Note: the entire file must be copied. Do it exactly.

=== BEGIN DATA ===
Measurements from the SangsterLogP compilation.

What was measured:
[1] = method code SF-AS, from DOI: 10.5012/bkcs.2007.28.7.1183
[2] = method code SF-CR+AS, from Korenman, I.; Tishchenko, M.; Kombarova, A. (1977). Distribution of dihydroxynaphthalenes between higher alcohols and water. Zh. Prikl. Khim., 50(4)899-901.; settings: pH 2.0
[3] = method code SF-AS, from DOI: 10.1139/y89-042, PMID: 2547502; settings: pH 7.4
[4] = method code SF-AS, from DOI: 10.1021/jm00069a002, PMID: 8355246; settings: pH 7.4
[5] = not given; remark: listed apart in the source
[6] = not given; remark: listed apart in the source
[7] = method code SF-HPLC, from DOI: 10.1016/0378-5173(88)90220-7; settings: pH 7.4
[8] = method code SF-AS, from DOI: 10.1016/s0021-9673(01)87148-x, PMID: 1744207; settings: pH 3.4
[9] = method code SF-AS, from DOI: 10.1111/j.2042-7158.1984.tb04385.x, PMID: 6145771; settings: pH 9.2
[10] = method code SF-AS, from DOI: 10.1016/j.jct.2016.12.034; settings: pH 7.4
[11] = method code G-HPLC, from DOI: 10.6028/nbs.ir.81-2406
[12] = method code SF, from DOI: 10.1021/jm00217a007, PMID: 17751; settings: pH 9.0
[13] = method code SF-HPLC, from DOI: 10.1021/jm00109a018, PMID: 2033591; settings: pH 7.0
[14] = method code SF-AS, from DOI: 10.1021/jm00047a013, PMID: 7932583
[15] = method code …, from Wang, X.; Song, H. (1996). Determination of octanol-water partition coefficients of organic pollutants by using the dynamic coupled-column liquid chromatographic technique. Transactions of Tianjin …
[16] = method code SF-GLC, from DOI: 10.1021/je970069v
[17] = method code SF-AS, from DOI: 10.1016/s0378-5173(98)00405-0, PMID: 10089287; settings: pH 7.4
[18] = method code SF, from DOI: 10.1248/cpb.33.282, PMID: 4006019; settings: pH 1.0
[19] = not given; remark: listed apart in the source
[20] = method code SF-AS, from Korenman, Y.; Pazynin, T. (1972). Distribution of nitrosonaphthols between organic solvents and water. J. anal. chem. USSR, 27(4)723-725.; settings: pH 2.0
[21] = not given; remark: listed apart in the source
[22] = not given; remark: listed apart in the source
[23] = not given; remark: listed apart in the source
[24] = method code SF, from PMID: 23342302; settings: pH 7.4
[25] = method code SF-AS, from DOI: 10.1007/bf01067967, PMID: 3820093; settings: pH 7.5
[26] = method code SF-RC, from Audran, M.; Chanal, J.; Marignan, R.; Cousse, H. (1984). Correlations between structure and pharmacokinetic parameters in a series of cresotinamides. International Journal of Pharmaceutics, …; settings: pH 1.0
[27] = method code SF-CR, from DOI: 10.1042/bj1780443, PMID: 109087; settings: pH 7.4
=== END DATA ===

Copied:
Measurements from the SangsterLogP compilation.

What was measured:
[1] = method code SF-AS, from DOI: 10.5012/bkcs.2007.28.7.1183
[2] = method code SF-CR+AS, from Korenman, I.; Tishchenko, M.; Kombarova, A. (1977). Distribution of dihydroxynaphthalenes between higher alcohols and water. Zh. Prikl. Khim., 50(4)899-901.; settings: pH 2.0
[3] = method code SF-AS, from DOI: 10.1139/y89-042, PMID: 2547502; settings: pH 7.4
[4] = method code SF-AS, from DOI: 10.1021/jm00069a002, PMID: 8355246; settings: pH 7.4
[5] = not given; remark: listed apart in the source
[6] = not given; remark: listed apart in the source
[7] = method code SF-HPLC, from DOI: 10.1016/0378-5173(88)90220-7; settings: pH 7.4
[8] = method code SF-AS, from DOI: 10.1016/s0021-9673(01)87148-x, PMID: 1744207; settings: pH 3.4
[9] = method code SF-AS, from DOI: 10.1111/j.2042-7158.1984.tb04385.x, PMID: 6145771; settings: pH 9.2
[10] = method code SF-AS, from DOI: 10.1016/j.jct.2016.12.034; settings: pH 7.4
[11] = method code G-HPLC, from DOI: 10.6028/nbs.ir.81-2406
[12] = method code SF, from DOI: 10.1021/jm00217a007, PMID: 17751; settings: pH 9.0
[13] = method code SF-HPLC, from DOI: 10.1021/jm00109a018, PMID: 2033591; settings: pH 7.0
[14] = method code SF-AS, from DOI: 10.1021/jm00047a013, PMID: 7932583
[15] = method code …, from Wang, X.; Song, H. (1996). Determination of octanol-water partition coefficients of organic pollutants by using the dynamic coupled-column liquid chromatographic technique. Transactions of Tianjin …
[16] = method code SF-GLC, from DOI: 10.1021/je970069v
[17] = method code SF-AS, from DOI: 10.1016/s0378-5173(98)00405-0, PMID: 10089287; settings: pH 7.4
[18] = method code SF, from DOI: 10.1248/cpb.33.282, PMID: 4006019; settings: pH 1.0
[19] = not given; remark: listed apart in the source
[20] = method code SF-AS, from Korenman, Y.; Pazynin, T. (1972). Distribution of nitrosonaphthols between organic solvents and water. J. anal. chem. USSR, 27(4)723-725.; settings: pH 2.0
[21] = not given; remark: listed apart in the source
[22] = not given; remark: listed apart in the source
[23] = not given; remark: listed apart in the source
[24] = method code SF, from PMID: 23342302; settings: pH 7.4
[25] = method code SF-AS, from DOI: 10.1007/bf01067967, PMID: 3820093; settings: pH 7.5
[26] = method code SF-RC, from Audran, M.; Chanal, J.; Marignan, R.; Cousse, H. (1984). Correlations between structure and pharmacokinetic parameters in a series of cresotinamides. International Journal of Pharmaceutics, …; settings: pH 1.0
[27] = method code SF-CR, from DOI: 10.1042/bj1780443, PMID: 109087; settings: pH 7.4